"I consider it my duty, therefore, to appeal urgently that the liturgical norms for the celebration of the Eucharist be observed with great fidelity. These norms are a concrete expression of the authentically ecclesial nature of the Eucharist; this is their deepest meaning. Liturgy is never anyone’s private property, be it of the celebrant or of the community in which the mysteries are celebrated. The Apostle Paul had to address fiery words to the community of Corinth because of grave shortcomings in their celebration of the Eucharist resulting in divisions (schismata) and the emergence of factions (haereses) (cf. 1 Cor 11:17-34). Our time, too, calls for a renewed awareness and appreciation of liturgical norms as a reflection of, and a witness to, the one universal Church made present in every celebration of the Eucharist. Priests who faithfully celebrate Mass according to the liturgical norms, and communities which conform to those norms, quietly but eloquently demonstrate their love for the Church."
As is always the case, knowledge and observance of canonical discipline frees us from the false impression that we must make the Sacred Liturgy interesting or stamp it with our personality, and frees us to be the instruments by which the presence of Christ, the Good Shepherd, among His people is rendered more visible, and the action of the Sacred Liturgy bears His stamp alone. (Giving liturgical norms the primacy of place in Canon Law essentially gives Holy Orders the primacy of place in the sacramental system, which was has been a large part of the last two papacies and is the fuel that runs all through Cardinal Burke.)
When I finished reading this speech I was left with the distinct impression Burke is attempting to define himself and his office as the prefect of the Apostolic Signatura as a separate seat of authority with in the Vatican. There are places where he seems to be saying even the CDF would have to answer to Canon Law and the interpretation of the Apostolic Signatura, and not the other way around. Burke states in no uncertain terms that beginning with the Second Vatican Council it was a systemic failure to observe or even take Canon Law seriously that has led to all the ills in Catholicism. The implication being that the CDF, the Congretation for Bishops, various other dicasteries, and his own predecessors at the Apostolic Signatura were asleep at the switch and the Church disintegrated in front of their snoring noses.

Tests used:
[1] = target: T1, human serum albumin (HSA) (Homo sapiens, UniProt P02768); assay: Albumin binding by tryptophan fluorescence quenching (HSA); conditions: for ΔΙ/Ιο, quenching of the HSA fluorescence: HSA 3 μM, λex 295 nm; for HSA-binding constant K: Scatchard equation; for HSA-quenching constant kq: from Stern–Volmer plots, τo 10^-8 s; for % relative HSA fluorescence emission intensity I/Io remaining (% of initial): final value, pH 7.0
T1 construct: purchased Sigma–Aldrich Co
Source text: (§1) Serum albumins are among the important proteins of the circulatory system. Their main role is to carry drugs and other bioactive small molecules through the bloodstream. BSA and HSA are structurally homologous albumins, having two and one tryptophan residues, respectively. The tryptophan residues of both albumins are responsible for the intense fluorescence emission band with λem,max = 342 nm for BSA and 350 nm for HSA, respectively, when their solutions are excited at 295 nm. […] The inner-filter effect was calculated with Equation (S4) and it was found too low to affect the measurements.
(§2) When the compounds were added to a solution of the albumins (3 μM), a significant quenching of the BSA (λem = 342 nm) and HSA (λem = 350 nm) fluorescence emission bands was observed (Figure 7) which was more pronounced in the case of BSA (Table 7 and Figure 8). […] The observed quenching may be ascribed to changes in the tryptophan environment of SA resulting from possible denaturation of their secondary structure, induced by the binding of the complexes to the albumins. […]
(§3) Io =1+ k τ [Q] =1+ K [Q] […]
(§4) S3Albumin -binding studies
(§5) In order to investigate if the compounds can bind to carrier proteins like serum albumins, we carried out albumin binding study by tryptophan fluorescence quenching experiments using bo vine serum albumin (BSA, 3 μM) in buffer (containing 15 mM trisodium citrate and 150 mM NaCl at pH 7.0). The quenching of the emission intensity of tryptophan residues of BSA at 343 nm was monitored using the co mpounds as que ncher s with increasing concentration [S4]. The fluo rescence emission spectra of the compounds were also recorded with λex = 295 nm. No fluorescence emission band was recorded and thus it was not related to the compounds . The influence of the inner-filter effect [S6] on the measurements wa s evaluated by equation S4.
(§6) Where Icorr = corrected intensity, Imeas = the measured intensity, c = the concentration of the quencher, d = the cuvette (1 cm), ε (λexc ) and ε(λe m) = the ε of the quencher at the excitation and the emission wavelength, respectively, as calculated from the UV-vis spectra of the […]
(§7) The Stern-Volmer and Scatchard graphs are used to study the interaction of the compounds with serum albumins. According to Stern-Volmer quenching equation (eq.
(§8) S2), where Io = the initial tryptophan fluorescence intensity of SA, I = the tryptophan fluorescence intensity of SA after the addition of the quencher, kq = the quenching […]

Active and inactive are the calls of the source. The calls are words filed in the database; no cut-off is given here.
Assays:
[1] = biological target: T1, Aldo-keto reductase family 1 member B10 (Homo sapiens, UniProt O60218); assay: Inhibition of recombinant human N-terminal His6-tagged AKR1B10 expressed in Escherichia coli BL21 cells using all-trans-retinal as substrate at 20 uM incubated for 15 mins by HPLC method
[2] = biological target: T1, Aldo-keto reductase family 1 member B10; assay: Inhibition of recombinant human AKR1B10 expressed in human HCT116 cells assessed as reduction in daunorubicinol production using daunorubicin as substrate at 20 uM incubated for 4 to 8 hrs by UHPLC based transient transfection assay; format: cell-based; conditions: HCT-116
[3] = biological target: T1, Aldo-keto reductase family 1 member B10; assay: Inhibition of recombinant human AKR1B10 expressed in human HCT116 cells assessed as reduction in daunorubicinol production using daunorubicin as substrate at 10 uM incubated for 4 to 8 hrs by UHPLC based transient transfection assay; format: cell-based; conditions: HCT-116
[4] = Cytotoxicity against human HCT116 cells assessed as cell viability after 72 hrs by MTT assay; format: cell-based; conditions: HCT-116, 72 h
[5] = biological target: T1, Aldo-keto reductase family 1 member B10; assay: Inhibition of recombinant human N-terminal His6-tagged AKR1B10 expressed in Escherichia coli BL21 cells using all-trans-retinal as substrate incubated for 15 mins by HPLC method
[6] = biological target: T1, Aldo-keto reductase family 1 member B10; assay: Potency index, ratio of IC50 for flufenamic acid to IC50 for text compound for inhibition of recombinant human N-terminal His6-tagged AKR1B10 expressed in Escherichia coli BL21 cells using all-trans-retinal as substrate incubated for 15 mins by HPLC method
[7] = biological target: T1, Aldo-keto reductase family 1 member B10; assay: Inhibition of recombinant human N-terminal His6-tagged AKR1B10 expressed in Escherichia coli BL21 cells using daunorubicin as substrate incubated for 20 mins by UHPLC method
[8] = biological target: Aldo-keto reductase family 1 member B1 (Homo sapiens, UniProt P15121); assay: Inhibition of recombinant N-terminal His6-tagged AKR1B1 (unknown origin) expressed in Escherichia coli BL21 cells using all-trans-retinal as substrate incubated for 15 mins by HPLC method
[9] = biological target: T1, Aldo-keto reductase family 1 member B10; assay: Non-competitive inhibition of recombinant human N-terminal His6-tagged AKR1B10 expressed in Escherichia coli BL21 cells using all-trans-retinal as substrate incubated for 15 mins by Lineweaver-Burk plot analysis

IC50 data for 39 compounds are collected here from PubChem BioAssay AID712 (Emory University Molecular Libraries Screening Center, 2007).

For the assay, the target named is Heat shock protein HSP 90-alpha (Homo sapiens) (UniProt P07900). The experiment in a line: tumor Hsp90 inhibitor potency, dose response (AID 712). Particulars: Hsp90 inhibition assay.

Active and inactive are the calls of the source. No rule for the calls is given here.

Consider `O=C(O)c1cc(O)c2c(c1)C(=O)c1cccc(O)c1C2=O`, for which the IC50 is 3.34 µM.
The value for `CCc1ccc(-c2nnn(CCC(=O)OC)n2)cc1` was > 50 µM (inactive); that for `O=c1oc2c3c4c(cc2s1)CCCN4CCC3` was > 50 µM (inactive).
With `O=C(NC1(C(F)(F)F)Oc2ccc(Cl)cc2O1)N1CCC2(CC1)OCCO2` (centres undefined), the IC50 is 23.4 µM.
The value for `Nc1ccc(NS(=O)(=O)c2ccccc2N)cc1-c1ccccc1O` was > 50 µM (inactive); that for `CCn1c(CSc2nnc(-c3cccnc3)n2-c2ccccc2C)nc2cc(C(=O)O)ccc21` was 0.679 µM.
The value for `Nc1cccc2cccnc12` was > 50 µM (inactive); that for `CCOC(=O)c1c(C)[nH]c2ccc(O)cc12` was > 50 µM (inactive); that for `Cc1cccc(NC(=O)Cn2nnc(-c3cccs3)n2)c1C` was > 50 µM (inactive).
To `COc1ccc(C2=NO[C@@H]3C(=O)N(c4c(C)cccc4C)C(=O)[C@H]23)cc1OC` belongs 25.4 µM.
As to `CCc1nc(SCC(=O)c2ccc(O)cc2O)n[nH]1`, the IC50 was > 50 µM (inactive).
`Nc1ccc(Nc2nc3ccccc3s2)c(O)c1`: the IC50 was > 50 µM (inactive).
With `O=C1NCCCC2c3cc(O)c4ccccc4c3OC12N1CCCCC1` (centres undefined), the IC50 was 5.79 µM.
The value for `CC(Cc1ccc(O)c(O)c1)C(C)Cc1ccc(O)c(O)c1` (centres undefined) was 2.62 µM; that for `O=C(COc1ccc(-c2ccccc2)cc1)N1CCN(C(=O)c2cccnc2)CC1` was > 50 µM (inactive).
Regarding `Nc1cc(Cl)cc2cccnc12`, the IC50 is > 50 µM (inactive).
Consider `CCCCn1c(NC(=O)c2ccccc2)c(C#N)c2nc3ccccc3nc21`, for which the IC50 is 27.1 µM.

In one place he states had priests and bishops followed Canon Law with sexually abusing priests, the scandal would not have been nearly so extensive, especially in the US. The trouble with that piece of self justification is that many bishop enablers were exactly following Canon Law and that is precisely why priests were never reported to civil criminal authorities and precisely why the secrecy involved in the process resulted in so much more abuse by repeat offenders. But, Cardinal Burke lives in his own little Vatican world of pristine Catholic truth, and not in the real world where things aren't so pristine and I guess that frees him to believe what he believes is somehow universal.
His definition of freedom, as least the kind of freedom following Canon Law gives Catholics, can be seen in the final paragraph above. In Burke's script all we Catholics have to do is stop thinking and follow the script of Canon Law and we will be purified vessels in which the Catholic Jesus will flow out of us. This is very much the same as Mitt Romney having followed the male Mormon script and now has the Mormon Jesus so flowing out of him he deserves to be president of the United States. Too bad it's real easy for predators and antisocials to memorize and act on these religious scripts. It's the old wolf in sheep's clothing message.
Lastly, I'm not sure the good Cardinal recognizes the idea of scrupulosity, or the idea of spiritual pride, or the idea of using Canon Law as a club to beat others down or cast them out. He certainly doesn't see Canon Law as a series of pastoral guidelines. Canon Law is as binding as the 10 commandments and define the People of God. It is the very definition of pastoral to hold Catholics accountable to Canon Law. Otherwise one is not being pastoral. One is not giving freedom through slavish obedience. One is enabling sin and confusion and fostering laziness and spiritual sloth. And by the Grace of Jesus, there will be none of that on his watch.